Polder Dutch in a nutshell
1. Polder Dutch is a variant of Dutch speech that differs from standard Dutch because the diphtongs /ei/, /ui/ and /ou/au are pronounced with a wider mouth opening, which makes them sound more or less like [ai], [αy] and [au].
2. The fact that standard Dutch still has the sounds ei, ui, and ou, phonetic: [ei], [œy] and [αu], is the result of language culture and language construction. It was the choice of 17th century linguists and writers.
3. Lowering of the diphtongs is a universal phenomenon; consider for example, the German word "Wein" and the English word "wine." The standard Dutch language is unique in retaining its original diphthongs in the pronunciation.
4. Polder Dutch is not a Dutch dialect, nor has it emerged from one. Its speakers intend to speak standard Dutch, but as for the diphtongs they do not conform to the norm, even though they are not aware of this.
5. Taking into account that the current speakers are middle-aged (educated) women, Polder Dutch must have started in the 1970's. It has been a result of women's emancipation.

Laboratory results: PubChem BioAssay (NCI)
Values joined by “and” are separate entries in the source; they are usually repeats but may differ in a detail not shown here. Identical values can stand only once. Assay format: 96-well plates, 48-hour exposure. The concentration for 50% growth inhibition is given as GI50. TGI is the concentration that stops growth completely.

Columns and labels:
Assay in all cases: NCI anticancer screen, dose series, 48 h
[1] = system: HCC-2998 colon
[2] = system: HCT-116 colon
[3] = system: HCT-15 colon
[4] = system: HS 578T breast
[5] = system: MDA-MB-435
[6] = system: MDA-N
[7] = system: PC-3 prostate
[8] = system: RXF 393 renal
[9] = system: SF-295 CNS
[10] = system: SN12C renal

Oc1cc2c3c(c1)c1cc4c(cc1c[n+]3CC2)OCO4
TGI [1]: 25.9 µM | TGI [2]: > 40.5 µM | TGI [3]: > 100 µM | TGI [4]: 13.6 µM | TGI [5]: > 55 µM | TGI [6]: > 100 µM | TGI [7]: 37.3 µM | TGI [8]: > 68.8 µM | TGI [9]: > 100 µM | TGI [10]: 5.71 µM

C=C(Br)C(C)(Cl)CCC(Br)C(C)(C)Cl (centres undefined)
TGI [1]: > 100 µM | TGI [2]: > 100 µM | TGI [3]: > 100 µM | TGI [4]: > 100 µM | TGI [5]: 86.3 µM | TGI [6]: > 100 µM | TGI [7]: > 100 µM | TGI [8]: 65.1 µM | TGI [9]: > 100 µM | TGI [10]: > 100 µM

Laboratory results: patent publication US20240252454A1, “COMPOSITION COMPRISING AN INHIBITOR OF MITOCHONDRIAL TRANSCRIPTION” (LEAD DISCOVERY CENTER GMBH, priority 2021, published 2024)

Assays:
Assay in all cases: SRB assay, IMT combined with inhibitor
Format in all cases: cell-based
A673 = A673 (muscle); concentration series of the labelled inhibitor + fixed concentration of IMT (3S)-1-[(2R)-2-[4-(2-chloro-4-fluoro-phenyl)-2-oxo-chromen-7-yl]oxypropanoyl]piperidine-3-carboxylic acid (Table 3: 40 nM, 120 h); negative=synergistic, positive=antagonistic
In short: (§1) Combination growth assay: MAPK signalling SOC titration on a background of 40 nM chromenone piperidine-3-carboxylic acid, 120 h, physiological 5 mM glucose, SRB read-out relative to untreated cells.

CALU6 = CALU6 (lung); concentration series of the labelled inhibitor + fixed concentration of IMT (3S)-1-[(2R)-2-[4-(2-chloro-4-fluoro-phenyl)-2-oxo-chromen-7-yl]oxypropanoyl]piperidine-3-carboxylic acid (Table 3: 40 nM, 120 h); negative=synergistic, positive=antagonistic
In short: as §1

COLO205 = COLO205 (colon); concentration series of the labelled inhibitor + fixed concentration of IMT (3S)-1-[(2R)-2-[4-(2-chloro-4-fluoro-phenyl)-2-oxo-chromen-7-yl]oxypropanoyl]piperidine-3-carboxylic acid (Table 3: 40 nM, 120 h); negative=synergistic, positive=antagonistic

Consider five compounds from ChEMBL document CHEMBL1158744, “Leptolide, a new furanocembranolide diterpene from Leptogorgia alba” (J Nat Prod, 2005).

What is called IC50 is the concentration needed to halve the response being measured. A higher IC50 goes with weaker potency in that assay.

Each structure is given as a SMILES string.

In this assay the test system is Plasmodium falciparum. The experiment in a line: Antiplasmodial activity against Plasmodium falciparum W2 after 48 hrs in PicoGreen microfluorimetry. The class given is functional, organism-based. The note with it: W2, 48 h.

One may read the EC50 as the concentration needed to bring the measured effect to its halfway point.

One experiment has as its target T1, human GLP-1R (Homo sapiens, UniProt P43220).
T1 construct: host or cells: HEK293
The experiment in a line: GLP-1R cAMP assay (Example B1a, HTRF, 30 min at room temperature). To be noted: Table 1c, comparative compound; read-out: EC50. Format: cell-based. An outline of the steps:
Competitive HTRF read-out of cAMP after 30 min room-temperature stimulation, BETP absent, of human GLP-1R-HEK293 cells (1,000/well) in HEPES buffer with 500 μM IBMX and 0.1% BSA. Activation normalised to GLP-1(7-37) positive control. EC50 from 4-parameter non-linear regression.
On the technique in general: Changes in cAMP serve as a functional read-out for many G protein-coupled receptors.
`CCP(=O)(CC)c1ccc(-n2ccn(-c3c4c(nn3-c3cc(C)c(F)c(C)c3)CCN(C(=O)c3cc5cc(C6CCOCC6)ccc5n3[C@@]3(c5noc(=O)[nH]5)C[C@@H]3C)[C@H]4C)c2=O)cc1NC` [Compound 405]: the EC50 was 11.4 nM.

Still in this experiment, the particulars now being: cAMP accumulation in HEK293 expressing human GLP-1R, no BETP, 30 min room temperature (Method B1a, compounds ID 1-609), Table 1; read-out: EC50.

6. Women's emancipation has brought along a looser attitude towards language norms, and has thus lead to the lowering of the diphtongs.
7. From a sociolinguistic point of view, Polder Dutch is a very interesting phenomenon: for the first time, women lead the way in a language change that drifts away from the language variant that was the norm.
8. Since the amount of Polder Dutch speakers grows very rapidly every generation, in men/boys as well as in women/girls, it's reasonable to expect that Polder Dutch will become the norm instead of standard Dutch.
9. The name "Polder Dutch" refers to the Dutch political term "poldermodel" (meaning consensus politics), which has spurred economic growth, which has profited the women's emancipation movement greatly.
real audio
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Now, listen to a typicl Polder Dutch speaker: Click on the loud?speaker.